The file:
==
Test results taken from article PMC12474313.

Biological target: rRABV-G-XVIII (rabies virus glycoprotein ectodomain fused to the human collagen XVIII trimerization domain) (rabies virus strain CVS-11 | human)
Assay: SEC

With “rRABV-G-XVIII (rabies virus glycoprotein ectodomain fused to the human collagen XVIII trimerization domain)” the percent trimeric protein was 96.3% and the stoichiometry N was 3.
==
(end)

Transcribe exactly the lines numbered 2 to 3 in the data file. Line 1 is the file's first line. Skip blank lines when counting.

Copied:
Biological target: rRABV-G-XVIII (rabies virus glycoprotein ectodomain fused to the human collagen XVIII trimerization domain) (rabies virus strain CVS-11 | human)
Assay: SEC